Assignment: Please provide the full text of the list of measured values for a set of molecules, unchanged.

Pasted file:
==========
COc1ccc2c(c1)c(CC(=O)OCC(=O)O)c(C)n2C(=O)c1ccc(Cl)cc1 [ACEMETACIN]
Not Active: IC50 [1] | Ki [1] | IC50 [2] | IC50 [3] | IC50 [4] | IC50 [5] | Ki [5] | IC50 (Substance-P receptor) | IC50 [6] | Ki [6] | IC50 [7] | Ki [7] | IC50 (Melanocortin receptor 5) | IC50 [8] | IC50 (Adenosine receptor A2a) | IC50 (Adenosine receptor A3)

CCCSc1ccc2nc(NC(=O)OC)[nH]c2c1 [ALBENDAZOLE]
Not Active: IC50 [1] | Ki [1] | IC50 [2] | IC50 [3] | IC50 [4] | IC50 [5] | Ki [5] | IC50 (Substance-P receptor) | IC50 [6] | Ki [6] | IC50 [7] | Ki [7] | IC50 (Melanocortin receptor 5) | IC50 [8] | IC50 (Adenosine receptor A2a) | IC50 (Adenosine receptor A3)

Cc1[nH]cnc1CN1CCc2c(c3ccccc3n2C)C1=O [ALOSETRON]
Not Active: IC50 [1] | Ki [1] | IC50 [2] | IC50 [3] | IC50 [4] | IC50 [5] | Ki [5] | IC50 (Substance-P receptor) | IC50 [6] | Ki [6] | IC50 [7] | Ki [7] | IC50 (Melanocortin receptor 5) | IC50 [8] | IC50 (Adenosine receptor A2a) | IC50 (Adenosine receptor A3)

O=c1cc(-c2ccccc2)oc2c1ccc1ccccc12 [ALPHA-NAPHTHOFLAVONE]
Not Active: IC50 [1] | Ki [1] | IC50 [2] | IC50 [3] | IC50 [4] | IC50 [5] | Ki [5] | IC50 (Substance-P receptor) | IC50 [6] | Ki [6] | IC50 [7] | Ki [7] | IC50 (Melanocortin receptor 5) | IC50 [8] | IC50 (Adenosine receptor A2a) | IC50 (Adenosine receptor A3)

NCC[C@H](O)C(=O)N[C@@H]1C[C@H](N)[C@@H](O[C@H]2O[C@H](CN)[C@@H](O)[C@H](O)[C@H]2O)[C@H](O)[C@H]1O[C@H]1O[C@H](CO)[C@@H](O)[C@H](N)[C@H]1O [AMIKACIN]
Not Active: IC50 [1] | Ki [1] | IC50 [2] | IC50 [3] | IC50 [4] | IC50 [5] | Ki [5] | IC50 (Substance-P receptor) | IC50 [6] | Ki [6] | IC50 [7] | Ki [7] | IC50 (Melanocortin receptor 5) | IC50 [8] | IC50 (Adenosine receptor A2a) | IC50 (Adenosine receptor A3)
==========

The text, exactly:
COc1ccc2c(c1)c(CC(=O)OCC(=O)O)c(C)n2C(=O)c1ccc(Cl)cc1 [ACEMETACIN]
Not Active: IC50 [1] | Ki [1] | IC50 [2] | IC50 [3] | IC50 [4] | IC50 [5] | Ki [5] | IC50 (Substance-P receptor) | IC50 [6] | Ki [6] | IC50 [7] | Ki [7] | IC50 (Melanocortin receptor 5) | IC50 [8] | IC50 (Adenosine receptor A2a) | IC50 (Adenosine receptor A3)

CCCSc1ccc2nc(NC(=O)OC)[nH]c2c1 [ALBENDAZOLE]
Not Active: IC50 [1] | Ki [1] | IC50 [2] | IC50 [3] | IC50 [4] | IC50 [5] | Ki [5] | IC50 (Substance-P receptor) | IC50 [6] | Ki [6] | IC50 [7] | Ki [7] | IC50 (Melanocortin receptor 5) | IC50 [8] | IC50 (Adenosine receptor A2a) | IC50 (Adenosine receptor A3)

Cc1[nH]cnc1CN1CCc2c(c3ccccc3n2C)C1=O [ALOSETRON]
Not Active: IC50 [1] | Ki [1] | IC50 [2] | IC50 [3] | IC50 [4] | IC50 [5] | Ki [5] | IC50 (Substance-P receptor) | IC50 [6] | Ki [6] | IC50 [7] | Ki [7] | IC50 (Melanocortin receptor 5) | IC50 [8] | IC50 (Adenosine receptor A2a) | IC50 (Adenosine receptor A3)

O=c1cc(-c2ccccc2)oc2c1ccc1ccccc12 [ALPHA-NAPHTHOFLAVONE]
Not Active: IC50 [1] | Ki [1] | IC50 [2] | IC50 [3] | IC50 [4] | IC50 [5] | Ki [5] | IC50 (Substance-P receptor) | IC50 [6] | Ki [6] | IC50 [7] | Ki [7] | IC50 (Melanocortin receptor 5) | IC50 [8] | IC50 (Adenosine receptor A2a) | IC50 (Adenosine receptor A3)

NCC[C@H](O)C(=O)N[C@@H]1C[C@H](N)[C@@H](O[C@H]2O[C@H](CN)[C@@H](O)[C@H](O)[C@H]2O)[C@H](O)[C@H]1O[C@H]1O[C@H](CO)[C@@H](O)[C@H](N)[C@H]1O [AMIKACIN]
Not Active: IC50 [1] | Ki [1] | IC50 [2] | IC50 [3] | IC50 [4] | IC50 [5] | Ki [5] | IC50 (Substance-P receptor) | IC50 [6] | Ki [6] | IC50 [7] | Ki [7] | IC50 (Melanocortin receptor 5) | IC50 [8] | IC50 (Adenosine receptor A2a) | IC50 (Adenosine receptor A3)